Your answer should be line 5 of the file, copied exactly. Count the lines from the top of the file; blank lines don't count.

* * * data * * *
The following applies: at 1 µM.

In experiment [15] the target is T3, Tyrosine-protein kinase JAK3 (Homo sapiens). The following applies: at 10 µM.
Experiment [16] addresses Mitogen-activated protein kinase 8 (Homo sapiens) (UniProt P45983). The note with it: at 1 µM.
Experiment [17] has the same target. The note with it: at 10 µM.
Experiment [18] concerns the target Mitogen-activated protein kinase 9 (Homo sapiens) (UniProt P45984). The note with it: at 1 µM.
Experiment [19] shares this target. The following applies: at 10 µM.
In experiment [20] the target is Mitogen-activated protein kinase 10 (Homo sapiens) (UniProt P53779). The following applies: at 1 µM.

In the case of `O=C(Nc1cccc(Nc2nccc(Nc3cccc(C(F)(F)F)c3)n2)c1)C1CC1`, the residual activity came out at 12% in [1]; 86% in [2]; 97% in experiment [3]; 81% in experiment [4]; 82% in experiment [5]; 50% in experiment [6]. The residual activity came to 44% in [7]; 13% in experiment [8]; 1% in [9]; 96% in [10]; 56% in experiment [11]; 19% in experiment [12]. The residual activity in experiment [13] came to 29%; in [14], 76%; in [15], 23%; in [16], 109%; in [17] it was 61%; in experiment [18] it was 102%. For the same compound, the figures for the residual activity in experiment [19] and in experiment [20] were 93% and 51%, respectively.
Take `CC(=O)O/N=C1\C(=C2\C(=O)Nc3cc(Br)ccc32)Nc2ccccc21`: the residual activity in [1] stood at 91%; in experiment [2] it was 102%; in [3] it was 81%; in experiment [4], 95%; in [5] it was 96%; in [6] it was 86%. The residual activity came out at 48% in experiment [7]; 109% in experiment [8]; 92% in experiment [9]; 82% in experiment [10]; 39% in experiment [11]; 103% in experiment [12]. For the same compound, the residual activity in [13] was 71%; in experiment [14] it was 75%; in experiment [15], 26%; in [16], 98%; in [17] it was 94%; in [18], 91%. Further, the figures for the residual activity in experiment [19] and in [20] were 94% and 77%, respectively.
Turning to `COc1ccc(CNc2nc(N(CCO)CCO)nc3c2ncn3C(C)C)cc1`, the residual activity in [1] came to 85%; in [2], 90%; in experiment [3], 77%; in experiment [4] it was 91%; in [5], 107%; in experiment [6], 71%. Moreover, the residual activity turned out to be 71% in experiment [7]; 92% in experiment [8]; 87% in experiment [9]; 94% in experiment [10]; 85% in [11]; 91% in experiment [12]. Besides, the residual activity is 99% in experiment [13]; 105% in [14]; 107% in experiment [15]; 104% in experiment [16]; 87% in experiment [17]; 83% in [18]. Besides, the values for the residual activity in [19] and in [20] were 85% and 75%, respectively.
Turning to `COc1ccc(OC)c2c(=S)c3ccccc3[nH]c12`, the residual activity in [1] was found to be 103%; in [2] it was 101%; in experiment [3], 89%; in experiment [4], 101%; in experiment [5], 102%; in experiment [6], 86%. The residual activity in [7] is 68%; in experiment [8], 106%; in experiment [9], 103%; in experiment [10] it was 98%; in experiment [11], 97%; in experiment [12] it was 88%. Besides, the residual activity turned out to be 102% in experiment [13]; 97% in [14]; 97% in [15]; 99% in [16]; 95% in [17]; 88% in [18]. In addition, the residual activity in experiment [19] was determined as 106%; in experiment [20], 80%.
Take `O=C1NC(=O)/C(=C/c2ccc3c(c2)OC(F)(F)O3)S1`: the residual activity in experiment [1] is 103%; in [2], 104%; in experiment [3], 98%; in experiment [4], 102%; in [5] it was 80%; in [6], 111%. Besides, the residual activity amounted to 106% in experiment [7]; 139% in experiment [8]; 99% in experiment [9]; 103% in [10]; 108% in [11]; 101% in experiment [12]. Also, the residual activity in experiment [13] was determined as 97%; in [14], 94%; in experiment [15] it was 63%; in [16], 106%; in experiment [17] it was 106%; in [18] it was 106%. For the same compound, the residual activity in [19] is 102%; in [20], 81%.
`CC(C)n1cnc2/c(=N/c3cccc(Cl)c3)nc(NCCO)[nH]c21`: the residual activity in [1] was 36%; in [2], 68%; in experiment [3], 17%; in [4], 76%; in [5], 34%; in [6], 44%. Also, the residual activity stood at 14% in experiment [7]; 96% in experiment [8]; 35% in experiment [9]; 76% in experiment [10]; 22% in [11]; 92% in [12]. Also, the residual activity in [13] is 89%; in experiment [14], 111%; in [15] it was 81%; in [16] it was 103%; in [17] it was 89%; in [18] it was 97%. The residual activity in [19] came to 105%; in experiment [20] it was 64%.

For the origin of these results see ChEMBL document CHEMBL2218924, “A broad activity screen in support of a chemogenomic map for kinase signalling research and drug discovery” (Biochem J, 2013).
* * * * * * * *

Experiment [18] concerns the target Mitogen-activated protein kinase 9 (Homo sapiens) (UniProt P45984). The note with it: at 1 µM.